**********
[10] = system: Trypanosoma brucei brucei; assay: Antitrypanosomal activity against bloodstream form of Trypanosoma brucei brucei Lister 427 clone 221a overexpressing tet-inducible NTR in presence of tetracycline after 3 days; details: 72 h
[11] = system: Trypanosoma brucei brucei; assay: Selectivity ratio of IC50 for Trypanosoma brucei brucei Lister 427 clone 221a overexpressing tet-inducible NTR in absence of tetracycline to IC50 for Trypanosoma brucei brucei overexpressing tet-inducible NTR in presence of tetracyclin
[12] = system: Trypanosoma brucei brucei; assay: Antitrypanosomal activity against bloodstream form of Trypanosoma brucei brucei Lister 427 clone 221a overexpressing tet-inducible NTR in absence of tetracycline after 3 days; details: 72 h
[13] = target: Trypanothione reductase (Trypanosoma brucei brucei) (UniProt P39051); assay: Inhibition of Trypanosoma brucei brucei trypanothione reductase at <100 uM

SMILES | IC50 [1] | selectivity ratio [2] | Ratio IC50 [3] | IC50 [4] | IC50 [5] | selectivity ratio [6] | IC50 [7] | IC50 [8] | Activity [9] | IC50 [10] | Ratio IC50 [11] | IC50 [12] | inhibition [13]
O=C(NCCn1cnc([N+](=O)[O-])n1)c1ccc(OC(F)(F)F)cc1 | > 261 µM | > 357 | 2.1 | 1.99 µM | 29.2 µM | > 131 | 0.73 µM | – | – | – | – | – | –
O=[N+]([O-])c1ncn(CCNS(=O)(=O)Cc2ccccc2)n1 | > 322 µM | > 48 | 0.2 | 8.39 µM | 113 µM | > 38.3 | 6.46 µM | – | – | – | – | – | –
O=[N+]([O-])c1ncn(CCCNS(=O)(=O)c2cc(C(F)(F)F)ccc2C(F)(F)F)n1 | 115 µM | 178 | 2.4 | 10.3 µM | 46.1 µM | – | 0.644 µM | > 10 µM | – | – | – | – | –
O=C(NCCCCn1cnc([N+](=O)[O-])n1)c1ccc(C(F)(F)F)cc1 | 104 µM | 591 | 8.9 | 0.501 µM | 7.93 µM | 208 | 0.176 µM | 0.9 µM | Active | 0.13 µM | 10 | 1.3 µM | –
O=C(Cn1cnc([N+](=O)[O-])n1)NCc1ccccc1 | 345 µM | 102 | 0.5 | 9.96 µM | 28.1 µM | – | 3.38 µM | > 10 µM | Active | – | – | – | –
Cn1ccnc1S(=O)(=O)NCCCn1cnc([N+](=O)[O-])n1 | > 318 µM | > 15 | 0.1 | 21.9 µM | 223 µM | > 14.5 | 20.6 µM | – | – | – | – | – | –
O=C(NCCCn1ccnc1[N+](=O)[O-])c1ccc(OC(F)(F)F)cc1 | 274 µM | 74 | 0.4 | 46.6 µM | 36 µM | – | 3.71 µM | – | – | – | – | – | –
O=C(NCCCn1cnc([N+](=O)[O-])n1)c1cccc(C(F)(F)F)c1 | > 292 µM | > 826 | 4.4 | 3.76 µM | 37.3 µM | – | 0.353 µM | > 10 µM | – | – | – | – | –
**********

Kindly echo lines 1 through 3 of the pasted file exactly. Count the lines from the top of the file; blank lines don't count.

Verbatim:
[10] = system: Trypanosoma brucei brucei; assay: Antitrypanosomal activity against bloodstream form of Trypanosoma brucei brucei Lister 427 clone 221a overexpressing tet-inducible NTR in presence of tetracycline after 3 days; details: 72 h
[11] = system: Trypanosoma brucei brucei; assay: Selectivity ratio of IC50 for Trypanosoma brucei brucei Lister 427 clone 221a overexpressing tet-inducible NTR in absence of tetracycline to IC50 for Trypanosoma brucei brucei overexpressing tet-inducible NTR in presence of tetracyclin
[12] = system: Trypanosoma brucei brucei; assay: Antitrypanosomal activity against bloodstream form of Trypanosoma brucei brucei Lister 427 clone 221a overexpressing tet-inducible NTR in absence of tetracycline after 3 days; details: 72 h